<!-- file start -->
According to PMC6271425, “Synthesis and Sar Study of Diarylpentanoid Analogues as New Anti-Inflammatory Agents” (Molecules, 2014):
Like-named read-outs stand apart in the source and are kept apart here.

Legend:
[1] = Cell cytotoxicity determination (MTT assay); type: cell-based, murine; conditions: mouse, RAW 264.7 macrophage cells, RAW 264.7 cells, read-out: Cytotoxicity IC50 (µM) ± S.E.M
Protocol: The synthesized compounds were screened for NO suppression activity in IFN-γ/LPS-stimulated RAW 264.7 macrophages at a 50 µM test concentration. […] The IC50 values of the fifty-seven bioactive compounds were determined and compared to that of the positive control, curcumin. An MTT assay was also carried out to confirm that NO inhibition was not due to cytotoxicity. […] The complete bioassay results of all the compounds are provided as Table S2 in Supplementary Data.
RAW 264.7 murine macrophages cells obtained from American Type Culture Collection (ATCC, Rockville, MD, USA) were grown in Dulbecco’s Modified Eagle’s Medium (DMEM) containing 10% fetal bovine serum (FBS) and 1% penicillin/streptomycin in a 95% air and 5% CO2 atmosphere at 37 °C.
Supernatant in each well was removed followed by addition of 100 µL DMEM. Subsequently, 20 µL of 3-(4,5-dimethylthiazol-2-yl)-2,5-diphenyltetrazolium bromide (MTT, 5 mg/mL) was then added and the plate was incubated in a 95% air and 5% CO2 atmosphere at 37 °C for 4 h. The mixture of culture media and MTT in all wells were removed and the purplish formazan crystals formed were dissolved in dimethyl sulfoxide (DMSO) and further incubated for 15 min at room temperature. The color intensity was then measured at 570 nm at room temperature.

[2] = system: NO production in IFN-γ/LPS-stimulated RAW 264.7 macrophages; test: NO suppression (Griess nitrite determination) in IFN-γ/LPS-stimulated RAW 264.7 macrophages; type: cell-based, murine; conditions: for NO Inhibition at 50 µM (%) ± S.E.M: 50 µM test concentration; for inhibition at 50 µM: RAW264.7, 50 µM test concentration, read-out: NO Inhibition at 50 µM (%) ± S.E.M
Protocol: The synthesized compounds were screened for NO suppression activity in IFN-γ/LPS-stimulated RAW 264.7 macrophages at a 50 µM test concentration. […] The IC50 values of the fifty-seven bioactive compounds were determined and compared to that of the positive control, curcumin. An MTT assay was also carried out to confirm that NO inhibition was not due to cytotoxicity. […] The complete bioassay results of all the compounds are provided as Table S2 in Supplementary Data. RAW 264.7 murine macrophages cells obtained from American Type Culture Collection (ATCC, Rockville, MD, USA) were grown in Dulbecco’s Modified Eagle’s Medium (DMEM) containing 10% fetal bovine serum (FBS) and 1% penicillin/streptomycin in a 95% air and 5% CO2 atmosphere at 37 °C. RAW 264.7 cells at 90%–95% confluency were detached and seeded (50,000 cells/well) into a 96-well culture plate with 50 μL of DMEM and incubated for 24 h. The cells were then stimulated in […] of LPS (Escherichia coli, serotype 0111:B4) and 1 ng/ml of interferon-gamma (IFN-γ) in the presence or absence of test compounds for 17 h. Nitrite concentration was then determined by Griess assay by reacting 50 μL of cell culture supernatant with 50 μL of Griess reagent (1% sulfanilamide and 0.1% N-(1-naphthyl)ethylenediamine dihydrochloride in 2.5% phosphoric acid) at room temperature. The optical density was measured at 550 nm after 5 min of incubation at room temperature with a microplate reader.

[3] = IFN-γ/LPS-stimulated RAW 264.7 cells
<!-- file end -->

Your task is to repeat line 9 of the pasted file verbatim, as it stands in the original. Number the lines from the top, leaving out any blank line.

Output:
Protocol: The synthesized compounds were screened for NO suppression activity in IFN-γ/LPS-stimulated RAW 264.7 macrophages at a 50 µM test concentration. […] The IC50 values of the fifty-seven bioactive compounds were determined and compared to that of the positive control, curcumin. An MTT assay was also carried out to confirm that NO inhibition was not due to cytotoxicity. […] The complete bioassay results of all the compounds are provided as Table S2 in Supplementary Data. RAW 264.7 murine macrophages cells obtained from American Type Culture Collection (ATCC, Rockville, MD, USA) were grown in Dulbecco’s Modified Eagle’s Medium (DMEM) containing 10% fetal bovine serum (FBS) and 1% penicillin/streptomycin in a 95% air and 5% CO2 atmosphere at 37 °C. RAW 264.7 cells at 90%–95% confluency were detached and seeded (50,000 cells/well) into a 96-well culture plate with 50 μL of DMEM and incubated for 24 h. The cells were then stimulated in […] of LPS (Escherichia coli, serotype 0111:B4) and 1 ng/ml of interferon-gamma (IFN-γ) in the presence or absence of test compounds for 17 h. Nitrite concentration was then determined by Griess assay by reacting 50 μL of cell culture supernatant with 50 μL of Griess reagent (1% sulfanilamide and 0.1% N-(1-naphthyl)ethylenediamine dihydrochloride in 2.5% phosphoric acid) at room temperature. The optical density was measured at 550 nm after 5 min of incubation at room temperature with a microplate reader.